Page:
Because it contains a very high diversity of proteins, natural cuticle also occurs in different thicknesses and degrees of rigidity or flexibility, depending on where it occurs in the insect's body. The researchers found that, by controlling water content during fabrication of Shrilk, they could reproduce these wide variations in stiffness of natural insect cuticle, resulting in a range of materials from highly elastic to highly rigid.
The chitin component of natural cuticle can be difficult to work with because of its low solubility. Chitosan, a more soluble, highly deacetylated form of chitin, is already approved for use in wound dressings by the US Food and Drug Administration. Fibroin from silk is also widely used in surgical sutures. This combination of attributes, in addition to its biocompatibility, means that applications for Shrilk could include suturing wounds that must bear high loads, such as for hernia repair, or as a scaffold for tissue regeneration. Other applications as a cheap, environmentally safe alternative to plastic include packaging that degrades quickly. The fact that the new material is as tough and strong as aluminum suggests that it might have applications in industrial or transportation applications as well.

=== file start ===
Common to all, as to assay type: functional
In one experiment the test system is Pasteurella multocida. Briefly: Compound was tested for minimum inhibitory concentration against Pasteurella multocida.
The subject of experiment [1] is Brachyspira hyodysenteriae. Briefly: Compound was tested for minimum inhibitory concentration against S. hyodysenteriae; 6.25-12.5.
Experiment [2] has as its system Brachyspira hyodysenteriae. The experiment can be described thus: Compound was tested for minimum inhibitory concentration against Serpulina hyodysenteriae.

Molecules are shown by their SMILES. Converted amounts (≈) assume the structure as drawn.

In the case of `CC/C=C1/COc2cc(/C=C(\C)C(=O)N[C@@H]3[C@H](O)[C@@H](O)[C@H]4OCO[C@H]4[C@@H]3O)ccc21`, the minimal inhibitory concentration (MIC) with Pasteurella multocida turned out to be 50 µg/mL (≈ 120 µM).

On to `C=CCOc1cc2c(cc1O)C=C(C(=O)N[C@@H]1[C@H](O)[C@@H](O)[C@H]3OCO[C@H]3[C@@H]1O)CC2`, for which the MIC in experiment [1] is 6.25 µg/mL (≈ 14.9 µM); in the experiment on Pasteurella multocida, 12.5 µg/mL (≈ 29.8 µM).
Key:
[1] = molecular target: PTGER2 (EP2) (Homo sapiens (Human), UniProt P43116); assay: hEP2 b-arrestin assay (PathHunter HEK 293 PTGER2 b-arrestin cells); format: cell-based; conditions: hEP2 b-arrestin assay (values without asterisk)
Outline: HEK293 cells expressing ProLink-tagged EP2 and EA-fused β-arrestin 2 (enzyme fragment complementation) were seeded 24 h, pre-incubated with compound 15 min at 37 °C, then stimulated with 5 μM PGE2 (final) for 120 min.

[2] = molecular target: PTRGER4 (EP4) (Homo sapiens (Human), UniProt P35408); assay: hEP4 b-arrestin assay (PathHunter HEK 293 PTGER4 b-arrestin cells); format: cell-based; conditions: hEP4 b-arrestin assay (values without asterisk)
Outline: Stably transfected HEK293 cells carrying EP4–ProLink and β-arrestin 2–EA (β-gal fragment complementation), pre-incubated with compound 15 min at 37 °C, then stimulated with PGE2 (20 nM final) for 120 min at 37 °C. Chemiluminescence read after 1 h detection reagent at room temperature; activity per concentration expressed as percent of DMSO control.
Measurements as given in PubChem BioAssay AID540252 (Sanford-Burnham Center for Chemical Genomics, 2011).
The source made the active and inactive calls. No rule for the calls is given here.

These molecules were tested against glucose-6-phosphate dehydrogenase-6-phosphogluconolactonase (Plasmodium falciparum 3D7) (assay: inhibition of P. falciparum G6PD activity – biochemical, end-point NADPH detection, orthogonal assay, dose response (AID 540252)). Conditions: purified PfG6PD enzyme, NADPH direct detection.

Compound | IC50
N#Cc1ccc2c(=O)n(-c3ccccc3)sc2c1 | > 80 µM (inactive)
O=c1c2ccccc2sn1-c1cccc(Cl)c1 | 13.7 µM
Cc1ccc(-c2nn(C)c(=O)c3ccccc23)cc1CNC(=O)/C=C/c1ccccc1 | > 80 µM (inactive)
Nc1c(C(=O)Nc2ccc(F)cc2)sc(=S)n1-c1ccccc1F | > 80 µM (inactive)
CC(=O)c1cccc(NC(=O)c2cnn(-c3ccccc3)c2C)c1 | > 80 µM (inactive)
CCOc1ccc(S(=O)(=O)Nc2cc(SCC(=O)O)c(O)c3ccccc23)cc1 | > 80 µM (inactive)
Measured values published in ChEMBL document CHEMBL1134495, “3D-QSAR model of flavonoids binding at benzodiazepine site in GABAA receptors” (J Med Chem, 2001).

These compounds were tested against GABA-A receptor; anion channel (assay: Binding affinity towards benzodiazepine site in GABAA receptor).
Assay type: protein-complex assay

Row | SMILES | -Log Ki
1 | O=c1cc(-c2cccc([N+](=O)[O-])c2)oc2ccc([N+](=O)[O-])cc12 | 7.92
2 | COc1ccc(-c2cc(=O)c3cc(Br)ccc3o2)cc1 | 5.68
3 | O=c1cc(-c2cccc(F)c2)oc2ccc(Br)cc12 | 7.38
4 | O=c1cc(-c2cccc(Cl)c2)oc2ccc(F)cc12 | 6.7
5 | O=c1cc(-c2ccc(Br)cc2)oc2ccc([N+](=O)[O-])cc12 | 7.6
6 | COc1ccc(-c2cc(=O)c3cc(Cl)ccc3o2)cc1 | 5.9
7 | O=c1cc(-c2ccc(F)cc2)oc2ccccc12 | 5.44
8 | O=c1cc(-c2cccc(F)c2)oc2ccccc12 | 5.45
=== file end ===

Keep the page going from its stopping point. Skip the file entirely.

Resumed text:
Chitosan/silk combinations have been attempted before for medical applications that require both high strength and biocompatibility, but the strength of the combined materials was disappointing. One possibility for this is the fact that previous combinations were disorganized conglomerates that did not reproduce the laminar structure of chitin and protein layers found in natural insect cuticle.